Jingle All the Way (1996) / Comedy-Action

MPAA Rated: PG for violence and mild language
Running Time: 89 min.

Cast: Arnold Schwarzenegger, Jake Lloyd, Sinbad, Phil Hartman, Rita Wilson, Robert Conrad, James Belushi, Martin Mull, Laraine Newman (cameo), Harvey Korman (cameo), Richard Moll (cameo), Curtis Armstrong (cameo)
Director: Brian Levant
Screenplay: Randy Kornfield
Review published November 27, 2006

Although not the worst film in Arnold Schwarzenegger's career (if you can believe it), it's still the one that has made him the butt of the most jokes.  Schwarzenegger wasn't exactly a stranger to comedy, having made a couple of straight comedies (Junior, Twins), as well as spoofs on his action hero formula (True Lies, Last Action Hero) in recent years.  However, what he hadn't quite done is go the distance into shamefully trite family comedies for all ages, especially one so lame, so the snickers turned into guffaws at Arnold's expense, to the detriment to his once vaunted status as the world's biggest action box office attraction.  It would be the last Schwarzenegger film to make as much money at the US theatrical box office as the production budget.

The plot is pure sitcom: Schwarzenegger is Howard Langston, a workaholic father too absorbed in his own dealings to make good on his promises to be there for his son Jamie (Lloyd, The Phantom Menace) on certain special occasions.  He's tired of hearing the complaints from Jamie and his wife Liz (Wilson, Sleepless in Seattle), so to make things right, he intends to get Jamie the toy he's always wanted, the TurboMan action figure, which has quickly become the hottest selling toy around, and impossible to find.  Desperate to make good on his promise, as well as the lie he tells to his wife that he already has it in his possession, Howard travels from store to store in competion with other nasty shoppers all trying, mostly in vain, to secure one of the action figures for their own children.  As the big day looms ever closer, TurboMan seems to be always just beyond his grasp, along with the love of his family.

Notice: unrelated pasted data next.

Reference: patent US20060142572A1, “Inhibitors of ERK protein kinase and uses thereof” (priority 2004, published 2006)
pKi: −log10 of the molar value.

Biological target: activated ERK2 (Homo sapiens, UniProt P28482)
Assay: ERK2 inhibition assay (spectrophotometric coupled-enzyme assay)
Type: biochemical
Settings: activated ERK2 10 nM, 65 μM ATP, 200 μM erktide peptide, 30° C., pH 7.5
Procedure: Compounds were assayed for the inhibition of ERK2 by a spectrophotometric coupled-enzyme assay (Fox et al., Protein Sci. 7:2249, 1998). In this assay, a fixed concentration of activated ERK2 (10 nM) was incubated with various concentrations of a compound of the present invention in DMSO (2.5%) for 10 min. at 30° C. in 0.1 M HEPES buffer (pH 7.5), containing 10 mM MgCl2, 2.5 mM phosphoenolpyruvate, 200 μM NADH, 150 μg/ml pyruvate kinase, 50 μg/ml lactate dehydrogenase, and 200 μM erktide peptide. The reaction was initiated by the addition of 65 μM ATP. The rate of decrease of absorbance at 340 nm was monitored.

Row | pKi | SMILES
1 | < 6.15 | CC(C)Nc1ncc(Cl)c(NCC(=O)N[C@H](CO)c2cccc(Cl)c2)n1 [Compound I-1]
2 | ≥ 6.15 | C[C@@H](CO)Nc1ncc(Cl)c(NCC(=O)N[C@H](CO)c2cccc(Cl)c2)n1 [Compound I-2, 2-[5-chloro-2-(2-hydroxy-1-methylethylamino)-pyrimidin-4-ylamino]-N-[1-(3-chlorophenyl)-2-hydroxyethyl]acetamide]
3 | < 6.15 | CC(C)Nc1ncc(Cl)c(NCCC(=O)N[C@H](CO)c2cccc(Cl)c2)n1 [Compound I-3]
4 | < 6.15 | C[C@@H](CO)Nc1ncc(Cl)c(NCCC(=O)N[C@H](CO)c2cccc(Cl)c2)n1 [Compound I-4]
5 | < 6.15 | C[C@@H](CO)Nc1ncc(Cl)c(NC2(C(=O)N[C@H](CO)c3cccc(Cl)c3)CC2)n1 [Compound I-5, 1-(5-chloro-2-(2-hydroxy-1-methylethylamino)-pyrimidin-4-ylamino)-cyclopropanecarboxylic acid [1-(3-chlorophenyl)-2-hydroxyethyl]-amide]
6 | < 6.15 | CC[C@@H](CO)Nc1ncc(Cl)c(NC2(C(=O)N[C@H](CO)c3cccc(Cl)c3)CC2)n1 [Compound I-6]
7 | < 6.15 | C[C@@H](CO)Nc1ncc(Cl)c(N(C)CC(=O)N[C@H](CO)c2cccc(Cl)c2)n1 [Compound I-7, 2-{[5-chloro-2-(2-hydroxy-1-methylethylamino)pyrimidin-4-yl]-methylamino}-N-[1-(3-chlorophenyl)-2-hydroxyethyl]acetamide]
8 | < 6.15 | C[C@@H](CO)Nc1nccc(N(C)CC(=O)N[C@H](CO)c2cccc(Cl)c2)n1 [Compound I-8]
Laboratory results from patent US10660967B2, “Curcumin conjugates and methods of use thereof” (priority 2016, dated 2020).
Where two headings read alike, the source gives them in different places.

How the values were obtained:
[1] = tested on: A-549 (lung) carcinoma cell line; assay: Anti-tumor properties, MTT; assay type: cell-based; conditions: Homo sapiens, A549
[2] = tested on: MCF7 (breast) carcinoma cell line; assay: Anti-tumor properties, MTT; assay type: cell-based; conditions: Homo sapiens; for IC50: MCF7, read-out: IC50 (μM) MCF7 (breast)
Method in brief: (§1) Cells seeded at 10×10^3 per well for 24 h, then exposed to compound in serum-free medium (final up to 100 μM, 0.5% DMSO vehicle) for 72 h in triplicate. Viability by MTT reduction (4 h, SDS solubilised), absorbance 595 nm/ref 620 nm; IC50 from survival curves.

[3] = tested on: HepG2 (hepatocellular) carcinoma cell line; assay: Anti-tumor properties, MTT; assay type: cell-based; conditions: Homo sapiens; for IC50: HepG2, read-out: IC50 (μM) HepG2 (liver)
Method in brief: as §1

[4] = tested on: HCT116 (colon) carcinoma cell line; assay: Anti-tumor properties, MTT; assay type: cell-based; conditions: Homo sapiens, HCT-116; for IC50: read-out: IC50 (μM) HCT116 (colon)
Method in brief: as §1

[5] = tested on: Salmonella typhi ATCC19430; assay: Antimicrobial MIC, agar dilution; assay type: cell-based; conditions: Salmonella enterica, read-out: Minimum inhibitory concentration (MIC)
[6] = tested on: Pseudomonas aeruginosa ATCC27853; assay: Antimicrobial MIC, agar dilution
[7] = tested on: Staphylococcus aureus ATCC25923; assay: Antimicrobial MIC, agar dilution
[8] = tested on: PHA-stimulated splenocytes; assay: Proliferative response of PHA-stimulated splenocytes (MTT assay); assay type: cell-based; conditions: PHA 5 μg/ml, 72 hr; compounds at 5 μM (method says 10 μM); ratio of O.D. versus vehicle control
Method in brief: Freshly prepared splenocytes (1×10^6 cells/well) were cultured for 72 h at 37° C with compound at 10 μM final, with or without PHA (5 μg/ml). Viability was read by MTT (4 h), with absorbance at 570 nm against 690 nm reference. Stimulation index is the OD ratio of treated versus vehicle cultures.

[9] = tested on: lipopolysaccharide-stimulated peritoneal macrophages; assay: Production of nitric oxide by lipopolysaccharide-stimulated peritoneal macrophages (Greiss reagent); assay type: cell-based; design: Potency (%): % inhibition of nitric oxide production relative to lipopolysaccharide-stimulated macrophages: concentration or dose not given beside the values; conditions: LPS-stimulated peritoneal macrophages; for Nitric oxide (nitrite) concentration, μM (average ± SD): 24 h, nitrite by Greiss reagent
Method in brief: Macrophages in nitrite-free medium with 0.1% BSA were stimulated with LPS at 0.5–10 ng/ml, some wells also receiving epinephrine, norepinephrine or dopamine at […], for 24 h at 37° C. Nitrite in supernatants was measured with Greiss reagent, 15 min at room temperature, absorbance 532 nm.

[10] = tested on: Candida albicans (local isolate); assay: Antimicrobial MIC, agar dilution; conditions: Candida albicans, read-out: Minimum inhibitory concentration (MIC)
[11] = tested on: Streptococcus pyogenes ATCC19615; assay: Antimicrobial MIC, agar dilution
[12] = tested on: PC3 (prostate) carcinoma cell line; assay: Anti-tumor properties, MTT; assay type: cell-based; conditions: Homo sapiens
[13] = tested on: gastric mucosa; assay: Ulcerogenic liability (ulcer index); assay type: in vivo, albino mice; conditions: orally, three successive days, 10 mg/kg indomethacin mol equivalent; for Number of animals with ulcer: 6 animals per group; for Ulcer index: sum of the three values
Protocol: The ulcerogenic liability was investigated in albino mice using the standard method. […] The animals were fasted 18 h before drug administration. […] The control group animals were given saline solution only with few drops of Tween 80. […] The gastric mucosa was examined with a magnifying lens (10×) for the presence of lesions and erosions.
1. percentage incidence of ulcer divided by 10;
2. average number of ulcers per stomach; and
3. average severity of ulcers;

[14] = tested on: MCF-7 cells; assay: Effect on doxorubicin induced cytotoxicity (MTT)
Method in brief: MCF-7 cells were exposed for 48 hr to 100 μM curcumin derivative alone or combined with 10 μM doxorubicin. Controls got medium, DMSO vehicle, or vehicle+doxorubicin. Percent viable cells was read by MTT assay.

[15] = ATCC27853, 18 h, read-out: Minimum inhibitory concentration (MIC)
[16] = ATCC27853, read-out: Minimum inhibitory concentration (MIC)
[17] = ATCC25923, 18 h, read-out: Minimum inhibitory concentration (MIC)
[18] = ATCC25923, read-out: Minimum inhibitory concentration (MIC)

Holiday comedies have become a tradition over the years, and it seems that every year has produced at least three or four new attempts at the genre, in the hopes that they become a family tradition.  Although Jingle All the Way is mocking the rabid fervor for materialism that has permeated nearly every aspect of Christmas, it does become a victim of its own skewering by trying to produce as lucrative a comedic vehicle for Schwarzenegger as possible by playing things as formulaic and slapstick-y as possible.  Perhaps more ironic, it actually has become a semi-regular staple on television showings around December, the perfect innocuous comedy for families looking to watch something that young and old can relate to, especially those who have experienced the "gotta have it" mentality among kids and teens alike.

As well-meaning as the film may be, what really keeps it from any form of success is that it isn't very funny.  Sure, Arnold is likeable and the cast of comedic actors is solid (particularly Phil Hartman as the smarmy neighbor), but the gags aim too low, employing an almost cartoon-ish approach reminiscent of the Home Alone tradition of malicious Christmas comedies.   Like the toy craze that rears its ugly head every year, Jingle All the Way suffers from overkill -- a rabid, morally dubious squeeze to the pocket books that tells everyone that the way to get into your kid's heart is through getting him the presents he wants at Christmas time.  (Oh, if it weren't so true!)

Qwipster's rating:

2006 Vince Leo